Protecting Languages
Protecting Languages

Many governments around the world have attempted to protect their native cultures by imposing bans on what they declare to be foreign cultural intrusions.

France has attracted the most notoriety for attempting to protect its language from the immigration of foreign words. The French Academy routinely scours the land for invasive words from other languages, most notably English ones. Words such as “walkman,” “talk show,” and “prime time” have been declared unwelcome foreigners, and the government has attempted—with rather limited success—to replace them with French substitutes. In 2013 a debate was ignited online when the government decided to replace the word “hashtag” which is used frequently in Twitter and other social media, with the Gallic word “mot-dièse” (McPartland, 2013).

Similarly, in Canada’s French speaking province of Quebec, provincial regulations stipulate that any sign containing English posted by a business must also post the same text in French in letters at least twice the size of the English text. Even more drastic measures to promote the French language have been considered, such as obliging immigrants to receive their college educations in French, and requirements that large-sized businesses conduct all their transactions in French.

The Chinese government has also attempted to protect the purity of its language by removing the use of foreign words. Authorities in China recently scrutinized the brands and names of over 20,000 western companies, forcing them to change 2,000 to more Chinese-sounding names. Chinese scholars have also called for the removal of English words from a prominent Chinese dictionary, which includes 239 such words (“Language purity row,” 2012).

Of course, non-English speaking countries are not alone in trying to establish efforts to protect their local languages. Within the United States over the past several decades a significant political movement has sprung up, very similar to those seen in France or Quebec, aimed at preserving the use of English. The group U.S.-English, for example, was founded “to ensure that English continues to serve as an integrating force among our nation’s many ethnic groups.” Many Americans have grown concerned over the proliferation of other languages, due largely to the rapid influx of immigrants into the United States.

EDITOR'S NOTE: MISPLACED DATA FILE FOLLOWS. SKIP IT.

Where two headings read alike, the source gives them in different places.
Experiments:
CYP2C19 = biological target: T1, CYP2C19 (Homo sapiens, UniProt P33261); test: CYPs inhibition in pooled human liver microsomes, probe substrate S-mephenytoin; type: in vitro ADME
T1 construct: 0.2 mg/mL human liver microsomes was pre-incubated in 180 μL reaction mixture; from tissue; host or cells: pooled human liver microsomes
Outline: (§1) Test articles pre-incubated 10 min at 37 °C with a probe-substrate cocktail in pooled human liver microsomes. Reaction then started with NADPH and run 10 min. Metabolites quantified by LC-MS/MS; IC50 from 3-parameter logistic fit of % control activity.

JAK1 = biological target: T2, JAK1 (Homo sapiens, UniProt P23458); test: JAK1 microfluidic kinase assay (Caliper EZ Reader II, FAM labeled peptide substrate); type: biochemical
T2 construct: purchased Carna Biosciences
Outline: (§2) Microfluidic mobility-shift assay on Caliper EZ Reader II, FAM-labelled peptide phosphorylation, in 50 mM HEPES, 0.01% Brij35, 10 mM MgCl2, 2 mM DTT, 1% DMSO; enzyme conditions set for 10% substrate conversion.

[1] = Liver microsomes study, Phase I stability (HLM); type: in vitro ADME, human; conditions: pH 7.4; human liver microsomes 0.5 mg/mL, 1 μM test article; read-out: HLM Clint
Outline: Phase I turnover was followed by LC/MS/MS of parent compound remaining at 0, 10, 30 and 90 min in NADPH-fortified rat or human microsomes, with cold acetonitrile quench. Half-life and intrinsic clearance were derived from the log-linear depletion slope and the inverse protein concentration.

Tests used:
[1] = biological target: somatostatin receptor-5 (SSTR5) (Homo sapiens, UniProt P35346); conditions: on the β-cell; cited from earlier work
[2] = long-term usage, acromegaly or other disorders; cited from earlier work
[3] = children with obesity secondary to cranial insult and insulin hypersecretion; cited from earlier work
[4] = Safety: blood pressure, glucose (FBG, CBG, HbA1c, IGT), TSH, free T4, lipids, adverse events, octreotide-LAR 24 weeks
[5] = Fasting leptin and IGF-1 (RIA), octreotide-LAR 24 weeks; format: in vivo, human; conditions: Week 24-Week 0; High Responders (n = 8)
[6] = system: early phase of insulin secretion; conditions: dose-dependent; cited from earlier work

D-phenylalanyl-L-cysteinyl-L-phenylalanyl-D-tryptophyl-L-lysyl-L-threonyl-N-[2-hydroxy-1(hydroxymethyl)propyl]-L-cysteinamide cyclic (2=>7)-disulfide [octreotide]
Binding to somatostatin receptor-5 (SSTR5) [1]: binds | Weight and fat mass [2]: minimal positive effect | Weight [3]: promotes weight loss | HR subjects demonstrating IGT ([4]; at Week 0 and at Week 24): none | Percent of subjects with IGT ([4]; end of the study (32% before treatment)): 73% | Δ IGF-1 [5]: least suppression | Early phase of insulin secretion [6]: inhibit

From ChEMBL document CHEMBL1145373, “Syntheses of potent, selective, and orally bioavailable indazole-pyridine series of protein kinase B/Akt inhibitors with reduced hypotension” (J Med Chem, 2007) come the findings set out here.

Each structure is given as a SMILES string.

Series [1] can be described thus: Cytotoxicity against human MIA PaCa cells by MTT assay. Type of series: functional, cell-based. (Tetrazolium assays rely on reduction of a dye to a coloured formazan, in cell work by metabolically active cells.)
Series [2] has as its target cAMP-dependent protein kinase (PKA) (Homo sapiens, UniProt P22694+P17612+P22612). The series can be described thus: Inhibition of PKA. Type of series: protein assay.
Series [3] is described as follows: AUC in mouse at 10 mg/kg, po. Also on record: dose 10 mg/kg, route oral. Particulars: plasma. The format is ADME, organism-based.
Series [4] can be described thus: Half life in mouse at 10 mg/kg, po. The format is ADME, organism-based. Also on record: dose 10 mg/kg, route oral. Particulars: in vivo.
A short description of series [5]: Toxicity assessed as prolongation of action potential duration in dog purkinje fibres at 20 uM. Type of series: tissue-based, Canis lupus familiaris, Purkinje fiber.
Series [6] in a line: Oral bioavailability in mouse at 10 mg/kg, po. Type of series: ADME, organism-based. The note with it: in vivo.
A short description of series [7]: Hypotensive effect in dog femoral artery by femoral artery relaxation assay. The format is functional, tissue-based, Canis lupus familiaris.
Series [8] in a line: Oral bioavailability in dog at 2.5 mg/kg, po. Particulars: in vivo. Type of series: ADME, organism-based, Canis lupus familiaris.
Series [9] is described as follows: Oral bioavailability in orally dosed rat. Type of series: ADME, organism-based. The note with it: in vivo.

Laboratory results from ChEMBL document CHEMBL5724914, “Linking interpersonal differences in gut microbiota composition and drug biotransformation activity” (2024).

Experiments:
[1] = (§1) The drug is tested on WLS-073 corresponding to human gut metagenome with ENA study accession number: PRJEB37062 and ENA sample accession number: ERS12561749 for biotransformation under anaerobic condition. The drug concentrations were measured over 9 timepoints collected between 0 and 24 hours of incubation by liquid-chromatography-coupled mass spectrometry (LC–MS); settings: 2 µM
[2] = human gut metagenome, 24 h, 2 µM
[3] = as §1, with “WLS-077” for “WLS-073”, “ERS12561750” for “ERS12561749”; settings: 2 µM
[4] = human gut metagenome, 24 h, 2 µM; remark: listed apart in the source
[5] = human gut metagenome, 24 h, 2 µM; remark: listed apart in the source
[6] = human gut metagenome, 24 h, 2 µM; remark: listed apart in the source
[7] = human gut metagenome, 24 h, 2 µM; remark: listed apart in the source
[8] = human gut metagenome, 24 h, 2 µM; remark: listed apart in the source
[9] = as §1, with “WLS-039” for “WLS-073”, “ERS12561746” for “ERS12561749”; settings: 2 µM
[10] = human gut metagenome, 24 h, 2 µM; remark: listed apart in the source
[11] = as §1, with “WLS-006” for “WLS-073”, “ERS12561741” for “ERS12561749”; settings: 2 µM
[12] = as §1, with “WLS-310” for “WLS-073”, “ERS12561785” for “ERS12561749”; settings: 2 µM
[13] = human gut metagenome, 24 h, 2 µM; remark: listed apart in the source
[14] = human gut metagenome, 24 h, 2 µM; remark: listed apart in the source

This movement demonstrates the extreme sensitivity of cultural issues, and the visceral reaction that many people have to what they perceive to be threats to their traditional ways of life.

Such efforts to protect the English language within the United States are a form of cultural protection. Any who doubt  the depth of concern by people around the world about the effects that globalization is having on their local cultures, might keep in mind these kinds of reactions even within the United States. In the midst of the country that is often accused of “culturally colonizing” the rest of the world, the introduction of foreign cultural elements can generate significant political pressure to protect local traditions and values.

Most Widely Spoken Languages in the World


Approx. number of speakers
1. Chinese (Mandarin)


2. Spanish




4. Hindi


5. Arabic


6. Portuguese


7. Bengali


8. Russian


9. Japanese


10. Javanese


(Infoplease, 2012))

Map: Major languages spoken across the globe

[(2005). Theodora. (2005). Retrieved from]

To learn more about the globalization of languages, please click here.

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